PyPI is Plagued by a New wave of Malicious Packages

PyPI Halts New Registrations Amid Supply Chain Attack
Written by Emma Davis

The Python Package Index suspended new project creations and user registrations due to a wave of malicious package uploads. Service was restored to normal operations approximately ten hours later without revealing explicit details about the cause or actions taken.

PyPI Halts New Registrations Amid Supply Chain Attack

PyPI, which stands for Python Package Index, was recently subjected to a malicious attack. This is the leading source for apps and code libraries using Python programming. This service ranges from Fortune 500 corporations to independent developers. However, the attack disrupted the site and temporarily prompted it to halt the creation of new projects and user registration.

PyPI temporary suspension notification screenshot

PyPI temporary suspension notification

In brief, the attack involved an influx of package uploads that executed malicious code on any installed device. This meant that any user who downloaded these packages was at risk of infecting their device with malware. After ten hours of suspension, PyPI restored all functionality. However, site representatives did not provide an explanation or details.

PyPI Malware Outbreak: Techniques and Tactics

According to the report, malicious packages were created using automation. The package names mimic those of popular packages and libraries like Requests, Pillow, and Colorama. Frauds embedded malicious code within the file of each package, which allows automatic execution upon installation. The attackers have employed a technique to conceal the code by obfuscating it and encrypting it using the Fernet encryption module. As soon as the package gets installed, the encrypted code is automatically executed, which triggers the malicious payload.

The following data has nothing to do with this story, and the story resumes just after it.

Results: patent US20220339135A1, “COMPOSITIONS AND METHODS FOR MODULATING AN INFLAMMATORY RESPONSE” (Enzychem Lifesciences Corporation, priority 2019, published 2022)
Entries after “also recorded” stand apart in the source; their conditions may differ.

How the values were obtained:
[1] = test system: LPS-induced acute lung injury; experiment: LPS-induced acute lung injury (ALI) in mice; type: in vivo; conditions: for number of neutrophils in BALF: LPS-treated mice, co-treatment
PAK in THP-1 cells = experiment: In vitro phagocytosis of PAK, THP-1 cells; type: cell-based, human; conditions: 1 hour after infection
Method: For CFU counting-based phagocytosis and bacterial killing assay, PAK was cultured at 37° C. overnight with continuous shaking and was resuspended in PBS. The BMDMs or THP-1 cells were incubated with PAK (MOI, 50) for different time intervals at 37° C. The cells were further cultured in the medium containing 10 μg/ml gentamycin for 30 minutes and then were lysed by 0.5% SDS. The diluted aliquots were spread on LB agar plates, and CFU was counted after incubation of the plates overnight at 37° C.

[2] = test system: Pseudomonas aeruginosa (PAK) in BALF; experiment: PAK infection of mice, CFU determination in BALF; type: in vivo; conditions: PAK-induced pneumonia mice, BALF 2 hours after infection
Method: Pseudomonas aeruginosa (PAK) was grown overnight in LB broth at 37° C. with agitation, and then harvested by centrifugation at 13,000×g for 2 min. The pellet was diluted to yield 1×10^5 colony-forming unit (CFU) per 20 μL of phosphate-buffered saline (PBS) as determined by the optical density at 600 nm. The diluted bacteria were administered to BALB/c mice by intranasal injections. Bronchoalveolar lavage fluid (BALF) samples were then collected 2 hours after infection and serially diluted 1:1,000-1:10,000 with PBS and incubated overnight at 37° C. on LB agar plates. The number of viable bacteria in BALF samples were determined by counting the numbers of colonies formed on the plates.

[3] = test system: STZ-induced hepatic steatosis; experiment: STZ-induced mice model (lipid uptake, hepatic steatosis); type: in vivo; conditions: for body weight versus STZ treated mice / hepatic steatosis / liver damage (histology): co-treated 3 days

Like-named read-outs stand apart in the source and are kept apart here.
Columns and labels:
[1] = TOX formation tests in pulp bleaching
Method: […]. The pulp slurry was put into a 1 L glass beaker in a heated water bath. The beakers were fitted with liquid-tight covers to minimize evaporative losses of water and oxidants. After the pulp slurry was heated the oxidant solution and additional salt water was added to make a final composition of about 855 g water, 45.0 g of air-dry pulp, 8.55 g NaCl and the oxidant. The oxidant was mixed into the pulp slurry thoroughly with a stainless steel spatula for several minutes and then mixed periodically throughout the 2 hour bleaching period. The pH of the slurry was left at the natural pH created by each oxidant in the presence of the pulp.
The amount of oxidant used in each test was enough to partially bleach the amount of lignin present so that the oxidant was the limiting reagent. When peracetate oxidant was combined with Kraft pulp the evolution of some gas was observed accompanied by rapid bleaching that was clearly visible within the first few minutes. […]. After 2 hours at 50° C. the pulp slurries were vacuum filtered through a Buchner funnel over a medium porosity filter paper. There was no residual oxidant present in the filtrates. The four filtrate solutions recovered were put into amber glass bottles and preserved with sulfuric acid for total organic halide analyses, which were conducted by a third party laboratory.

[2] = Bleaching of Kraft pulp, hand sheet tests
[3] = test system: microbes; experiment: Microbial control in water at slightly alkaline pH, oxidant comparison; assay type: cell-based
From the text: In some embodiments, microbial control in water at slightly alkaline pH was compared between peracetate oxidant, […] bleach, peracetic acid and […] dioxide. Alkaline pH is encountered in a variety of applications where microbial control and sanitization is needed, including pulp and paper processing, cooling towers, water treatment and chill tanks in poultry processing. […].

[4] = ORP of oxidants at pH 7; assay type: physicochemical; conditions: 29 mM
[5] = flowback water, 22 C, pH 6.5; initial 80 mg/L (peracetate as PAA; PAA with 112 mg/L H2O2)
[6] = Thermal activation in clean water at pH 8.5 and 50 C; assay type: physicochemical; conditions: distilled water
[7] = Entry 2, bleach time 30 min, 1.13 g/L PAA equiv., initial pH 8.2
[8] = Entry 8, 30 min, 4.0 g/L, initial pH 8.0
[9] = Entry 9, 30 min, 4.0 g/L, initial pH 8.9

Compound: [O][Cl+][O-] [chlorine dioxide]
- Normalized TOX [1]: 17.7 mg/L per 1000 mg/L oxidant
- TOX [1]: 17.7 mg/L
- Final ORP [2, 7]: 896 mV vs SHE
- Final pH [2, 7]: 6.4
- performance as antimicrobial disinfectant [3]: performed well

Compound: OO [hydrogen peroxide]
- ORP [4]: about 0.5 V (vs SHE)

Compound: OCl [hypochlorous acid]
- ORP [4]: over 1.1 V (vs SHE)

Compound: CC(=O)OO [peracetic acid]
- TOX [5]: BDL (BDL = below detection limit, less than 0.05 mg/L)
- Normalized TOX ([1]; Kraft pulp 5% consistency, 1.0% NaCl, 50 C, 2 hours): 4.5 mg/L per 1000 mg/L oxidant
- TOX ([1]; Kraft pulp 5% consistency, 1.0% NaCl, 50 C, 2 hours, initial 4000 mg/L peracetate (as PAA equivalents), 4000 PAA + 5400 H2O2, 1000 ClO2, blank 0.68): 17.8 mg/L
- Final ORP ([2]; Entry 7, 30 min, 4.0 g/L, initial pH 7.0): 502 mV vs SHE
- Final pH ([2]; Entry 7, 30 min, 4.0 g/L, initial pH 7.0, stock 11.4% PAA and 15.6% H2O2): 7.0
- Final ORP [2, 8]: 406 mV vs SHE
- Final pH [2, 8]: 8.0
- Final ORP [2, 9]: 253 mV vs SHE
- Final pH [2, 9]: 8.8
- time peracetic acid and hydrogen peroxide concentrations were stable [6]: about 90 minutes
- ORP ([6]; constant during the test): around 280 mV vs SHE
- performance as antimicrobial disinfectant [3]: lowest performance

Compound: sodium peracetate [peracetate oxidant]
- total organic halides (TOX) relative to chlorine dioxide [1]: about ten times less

The malicious code further tries to retrieve an additional payload from a remote server. The URL for the payload is dynamically constructed by appending the package name as a query parameter. Though the vast majority of attack cases used funcaptcha[.]ru site as the command server. The retrieved payload is also encrypted using the Fernet module. The payload contains an infostealer that targets data stored in web browsers, such as login passwords, cookies, and cryptocurrency extensions. Additionally, there is a crypto hijacker that modifies the crypto wallets, routing the transactions to the . As usual, the malicious payload employs a persistence mechanism to ensure it remains active on the compromised system even after the initial execution.

Developers and Machine Learning In The Crosshair

Unfortunately, this is not a singular attack. Open-source repositories like GitHub, npm pack picks, and RubyGems are often targeted by supply chain attacks. Crooks cloning malicious packages are from legitimate ones and injected with hidden malicious code. For example, recently, researchers uncovered two such attacks on GitHub and Python that stole passwords and cryptocurrencies from developer devices.

Another worrying aspect here is the increased targeting of the machine learning industry. Python got extensive attention from all kinds of AI researchers, and a well-executed attack on them may have disastrous outcomes. Compromised ML datasets, leaked corporate secrets, and even “simple” access tokens and credentials – this is no joke. Considering how much money flows in the ML industry these days, the number of actors who’d try to fill their pockets in illegal ways will only rise.


To avoid such problems, you need to be vigilant. Developers and organizations interfacing with open-source repositories must adopt a proactive approach to cybersecurity. Verifying package authenticity, scrutinizing dependencies, and staying informed about emerging threat vectors are paramount. In addition, it is essential to have a robust anti-malware solution that will prevent malware from being deployed.

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About the author

Emma Davis

I'm writer and content manager (a short time ago completed a bachelor degree in Marketing from the Gustavus Adolphus College). For now, I have a deep drive to study cyber security.

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